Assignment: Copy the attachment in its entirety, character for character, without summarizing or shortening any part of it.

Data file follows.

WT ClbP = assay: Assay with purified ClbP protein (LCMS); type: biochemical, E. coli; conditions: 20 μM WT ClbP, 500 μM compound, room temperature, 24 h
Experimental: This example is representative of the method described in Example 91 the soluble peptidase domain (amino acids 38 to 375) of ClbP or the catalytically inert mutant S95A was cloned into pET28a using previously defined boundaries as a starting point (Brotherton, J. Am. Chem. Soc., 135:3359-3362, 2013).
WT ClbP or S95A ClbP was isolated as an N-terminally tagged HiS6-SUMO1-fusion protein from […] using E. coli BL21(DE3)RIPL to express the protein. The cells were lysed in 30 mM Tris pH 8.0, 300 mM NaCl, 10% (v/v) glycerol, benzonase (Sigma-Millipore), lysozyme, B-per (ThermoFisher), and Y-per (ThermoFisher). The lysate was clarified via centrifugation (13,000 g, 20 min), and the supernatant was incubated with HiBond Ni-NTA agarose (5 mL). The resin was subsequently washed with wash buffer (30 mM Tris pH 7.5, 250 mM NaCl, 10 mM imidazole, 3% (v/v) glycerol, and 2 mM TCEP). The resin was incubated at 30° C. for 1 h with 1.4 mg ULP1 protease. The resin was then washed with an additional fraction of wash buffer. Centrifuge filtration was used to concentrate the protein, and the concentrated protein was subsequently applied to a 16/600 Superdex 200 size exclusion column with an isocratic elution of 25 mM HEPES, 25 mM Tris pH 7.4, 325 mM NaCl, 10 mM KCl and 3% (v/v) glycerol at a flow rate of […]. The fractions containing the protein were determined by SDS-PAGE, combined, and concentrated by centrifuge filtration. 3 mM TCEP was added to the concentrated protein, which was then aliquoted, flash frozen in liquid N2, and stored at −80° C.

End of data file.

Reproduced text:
WT ClbP = assay: Assay with purified ClbP protein (LCMS); type: biochemical, E. coli; conditions: 20 μM WT ClbP, 500 μM compound, room temperature, 24 h
Experimental: This example is representative of the method described in Example 91 the soluble peptidase domain (amino acids 38 to 375) of ClbP or the catalytically inert mutant S95A was cloned into pET28a using previously defined boundaries as a starting point (Brotherton, J. Am. Chem. Soc., 135:3359-3362, 2013).
WT ClbP or S95A ClbP was isolated as an N-terminally tagged HiS6-SUMO1-fusion protein from […] using E. coli BL21(DE3)RIPL to express the protein. The cells were lysed in 30 mM Tris pH 8.0, 300 mM NaCl, 10% (v/v) glycerol, benzonase (Sigma-Millipore), lysozyme, B-per (ThermoFisher), and Y-per (ThermoFisher). The lysate was clarified via centrifugation (13,000 g, 20 min), and the supernatant was incubated with HiBond Ni-NTA agarose (5 mL). The resin was subsequently washed with wash buffer (30 mM Tris pH 7.5, 250 mM NaCl, 10 mM imidazole, 3% (v/v) glycerol, and 2 mM TCEP). The resin was incubated at 30° C. for 1 h with 1.4 mg ULP1 protease. The resin was then washed with an additional fraction of wash buffer. Centrifuge filtration was used to concentrate the protein, and the concentrated protein was subsequently applied to a 16/600 Superdex 200 size exclusion column with an isocratic elution of 25 mM HEPES, 25 mM Tris pH 7.4, 325 mM NaCl, 10 mM KCl and 3% (v/v) glycerol at a flow rate of […]. The fractions containing the protein were determined by SDS-PAGE, combined, and concentrated by centrifuge filtration. 3 mM TCEP was added to the concentrated protein, which was then aliquoted, flash frozen in liquid N2, and stored at −80° C.